It was with this backdrop of "are they being serious or not" that we had a lot of debate as to whether we should get up and sing this song with our wedding band when we did finally get married. My wife was of the opinion that it would be funny and that people would find it hilarious... I was of the opinion that people would think we were being completely serious and they would all visibly cringe throughout :D

    In the end the fact that nobody would know the song, and therefore the risk of cringing being 99%, won out and we didn't do it - which did mean I got to sing "In the Air Tonight" instead, so that was fun! But I do sometimes wonder if we could have pulled off a hilarious rendition rather than a cringeworthy one.

    ---

    ANYWAY, I do honestly think the lyrics of this song bring a generous dollop of irony and humour ("like a minor chord, there isn't a reason for, they just throw it in there...") and therefore it doesn't nauseate me. But having said that, it's short and slight and there are plenty of songs I like more on the album, so...

    3.5
     
  21. christian42

    christian42 Forum Resident

    Location:
    Lund, Sweden
    Funny Peculiar

    As twee as it is, I do find it quite touching as well. I especially like the break where they go into a different melody for a bit (which returns for the coda). It's not a track you'd hang an entire album on, but as one track among many it has its place.

    3.9
     
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  22. TheLemmingFace

    TheLemmingFace Forum Resident

    Location:
    London
    Funny Peculiar
    I love good prominent bass playing, I love poppy jazz (ie 20s, 30s, 40s ‘pop music’ jazz, not so much crazy freestyle bananas), and I love Cathy’s voice. Ergo I love this song. I can’t praise it enough. The counterpoint section at the end is particularly sublime.

    And the subtext!! I don’t think the listener needs to know about Neil and Cathy’s relationship to enjoy this track, but it certainly adds something, making the song seem spontaneous and unforced. Re the discussion as to whether this is ironic or sincere… I’ve never even considered that a question: to me it’s always been clearly sincere, but with jokes… Like a relationship should be!

    The ‘one for me, honey yes indeed’ bit, followed by a whistling break, makes me once again want to say the word ‘swaggering’. I guess a lot of people might think ‘how can a cloying jazzy duet be swaggering’, but I think it’s about attitude and execution, not musical genre. There's a certain honesty, straightforwardness and wit to this song which exudes a refreshing, charming confidence. On Foreverland Neil rediscovered his nerve, inspiration and spark, and the result is the swaggering sound of a man who has reclaimed his own Foreverland, is loving it, and isn't afraid to tell us so.

    5/5
     
  23. jon-senior

    jon-senior Forum Resident

    Location:
    Eastleigh
    Funny Peculiar

    Track 5 of Bang Goes The Knighthood is a piano-led love song with a vaguely jazzy feel and a prominent Cathy Davey vocal part, and here we are on track 4 of Foreverland doing much the same thing. But, whereas Have You Ever Been In Love? is a low-key delight, I'm far less keen on this one. I wouldn't go so far as to say I dislike it - the tune's nice enough, and the arrangement is fine (though a bit too similar to others on the album, a perennial problem this time round). Cathy's voice fits well - I know it's not to everyone's taste, but I always think her voice is quite sugary (for want of a better term), and as this is written as deliberately sentimental (with or without the ironic twist), it sounds right. There's also something undeniably lovely about hearing the two of them sing too and about each other, even if their tongues are firmly wedged in their cheeks.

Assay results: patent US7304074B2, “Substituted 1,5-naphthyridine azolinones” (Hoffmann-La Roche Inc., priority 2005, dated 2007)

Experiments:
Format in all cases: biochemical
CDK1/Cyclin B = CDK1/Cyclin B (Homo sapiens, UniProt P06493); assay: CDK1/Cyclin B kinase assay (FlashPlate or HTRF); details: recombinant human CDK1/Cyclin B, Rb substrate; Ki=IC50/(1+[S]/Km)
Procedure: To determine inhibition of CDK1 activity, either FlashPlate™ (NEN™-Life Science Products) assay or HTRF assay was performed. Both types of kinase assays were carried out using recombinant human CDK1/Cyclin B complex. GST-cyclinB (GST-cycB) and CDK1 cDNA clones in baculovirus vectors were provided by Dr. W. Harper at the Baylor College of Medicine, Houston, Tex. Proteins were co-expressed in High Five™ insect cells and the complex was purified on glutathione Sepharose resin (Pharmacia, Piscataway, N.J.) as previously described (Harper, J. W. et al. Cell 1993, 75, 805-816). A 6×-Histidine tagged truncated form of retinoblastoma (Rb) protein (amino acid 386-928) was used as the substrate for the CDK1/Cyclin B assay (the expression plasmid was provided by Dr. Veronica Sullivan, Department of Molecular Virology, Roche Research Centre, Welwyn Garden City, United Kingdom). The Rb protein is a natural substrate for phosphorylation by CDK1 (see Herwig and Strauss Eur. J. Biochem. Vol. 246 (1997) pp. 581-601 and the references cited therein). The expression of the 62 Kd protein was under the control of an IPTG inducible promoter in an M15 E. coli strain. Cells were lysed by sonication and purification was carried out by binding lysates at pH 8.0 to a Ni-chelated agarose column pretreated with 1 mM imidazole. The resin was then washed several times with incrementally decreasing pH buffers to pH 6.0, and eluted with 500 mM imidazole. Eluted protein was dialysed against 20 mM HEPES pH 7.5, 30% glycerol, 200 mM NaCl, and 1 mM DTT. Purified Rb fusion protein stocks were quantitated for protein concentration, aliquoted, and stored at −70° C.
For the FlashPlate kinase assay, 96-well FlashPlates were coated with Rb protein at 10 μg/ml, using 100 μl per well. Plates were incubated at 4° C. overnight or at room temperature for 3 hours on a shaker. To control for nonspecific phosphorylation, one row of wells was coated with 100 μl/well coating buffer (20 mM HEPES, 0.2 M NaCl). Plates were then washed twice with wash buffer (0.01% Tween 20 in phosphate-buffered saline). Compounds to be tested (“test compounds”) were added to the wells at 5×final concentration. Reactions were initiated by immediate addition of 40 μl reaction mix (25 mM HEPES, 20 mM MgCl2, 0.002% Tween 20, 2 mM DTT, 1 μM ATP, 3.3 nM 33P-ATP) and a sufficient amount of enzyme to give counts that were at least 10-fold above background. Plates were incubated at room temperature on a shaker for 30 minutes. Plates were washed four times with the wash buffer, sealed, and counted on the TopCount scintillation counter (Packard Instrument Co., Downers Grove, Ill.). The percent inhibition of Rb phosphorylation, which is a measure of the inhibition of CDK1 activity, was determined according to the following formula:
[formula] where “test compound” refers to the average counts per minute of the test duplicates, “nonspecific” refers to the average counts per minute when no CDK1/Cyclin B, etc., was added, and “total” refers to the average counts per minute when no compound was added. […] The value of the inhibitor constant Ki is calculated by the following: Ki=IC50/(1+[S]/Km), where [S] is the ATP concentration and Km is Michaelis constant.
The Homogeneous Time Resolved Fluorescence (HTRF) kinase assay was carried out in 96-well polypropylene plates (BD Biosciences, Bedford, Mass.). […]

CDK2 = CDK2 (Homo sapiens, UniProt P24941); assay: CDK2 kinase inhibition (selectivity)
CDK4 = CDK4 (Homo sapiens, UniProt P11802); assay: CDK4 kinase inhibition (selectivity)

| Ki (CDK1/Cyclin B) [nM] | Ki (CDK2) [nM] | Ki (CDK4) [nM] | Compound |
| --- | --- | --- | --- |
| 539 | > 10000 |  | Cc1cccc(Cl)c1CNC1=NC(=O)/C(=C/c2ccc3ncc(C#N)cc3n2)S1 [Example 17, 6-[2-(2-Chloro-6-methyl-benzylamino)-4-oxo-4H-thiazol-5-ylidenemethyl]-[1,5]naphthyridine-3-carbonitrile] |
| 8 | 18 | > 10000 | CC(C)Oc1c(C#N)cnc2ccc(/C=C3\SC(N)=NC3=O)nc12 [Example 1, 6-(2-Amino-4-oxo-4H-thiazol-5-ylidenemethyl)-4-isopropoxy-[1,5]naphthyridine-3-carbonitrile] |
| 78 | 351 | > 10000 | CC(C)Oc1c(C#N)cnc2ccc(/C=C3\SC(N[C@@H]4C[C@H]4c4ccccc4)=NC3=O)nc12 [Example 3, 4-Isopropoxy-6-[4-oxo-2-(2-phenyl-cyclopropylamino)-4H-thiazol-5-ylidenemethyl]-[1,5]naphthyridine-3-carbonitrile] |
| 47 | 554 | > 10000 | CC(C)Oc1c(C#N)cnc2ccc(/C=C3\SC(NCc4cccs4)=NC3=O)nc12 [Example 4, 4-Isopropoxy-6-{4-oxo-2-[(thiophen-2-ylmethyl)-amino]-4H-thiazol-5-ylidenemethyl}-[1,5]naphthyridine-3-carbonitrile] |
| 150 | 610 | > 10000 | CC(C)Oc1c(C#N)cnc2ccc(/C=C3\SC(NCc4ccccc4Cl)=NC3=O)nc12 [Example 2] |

But, despite all this, it doesn't move me, particularly - it struggles to get past a 'this is fine' reaction. That might be an issue with the song itself, or it might be because I always link it with Have You Ever which I do find quite affecting. On that basis, I don't think I can go above a 3/5 here, and I think it only earns that for the novelty of what it is.

    It has to be said though, the album version is a million times better than the Loose Cannon live version which I find almost unlistenable. Cathy's voice suits it well - maybe this is one of those occasions where it really has to be her.
     
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  24. LivingForever

    LivingForever Forum Arachibutyrophobic Thread Starter

    Ha! Yeah perhaps I should have posted one of the live versions from the tour, to make everyone thankful that Neil isn’t in a relationship with Lisa O’Neill instead ;)



    (fwiw I quite like Lisa’s own stuff but this doesn’t really work for me!)
     
  25. Dalav

    Dalav Forum Resident

    Location:
    New Jersey
    Funny Peculiar

    They're sweet with each and life is short, so how could I object? A breezy, harmless little bass and piano number that adds nice variety to the album. The whistling in tandem with the piano near the end is a nice touch. The chemistry is palpable. Their voices sound great and I can almost imagine them knowingly winking their way through the lyrics. Love the little bit at :45 where Neil says, "yea" and Cathy affirms with the same. For that split second it sounds like she detached from her part in the song to utter something straight from the heart. It's one of the tracks from the album that's grown on me.

    4.3/5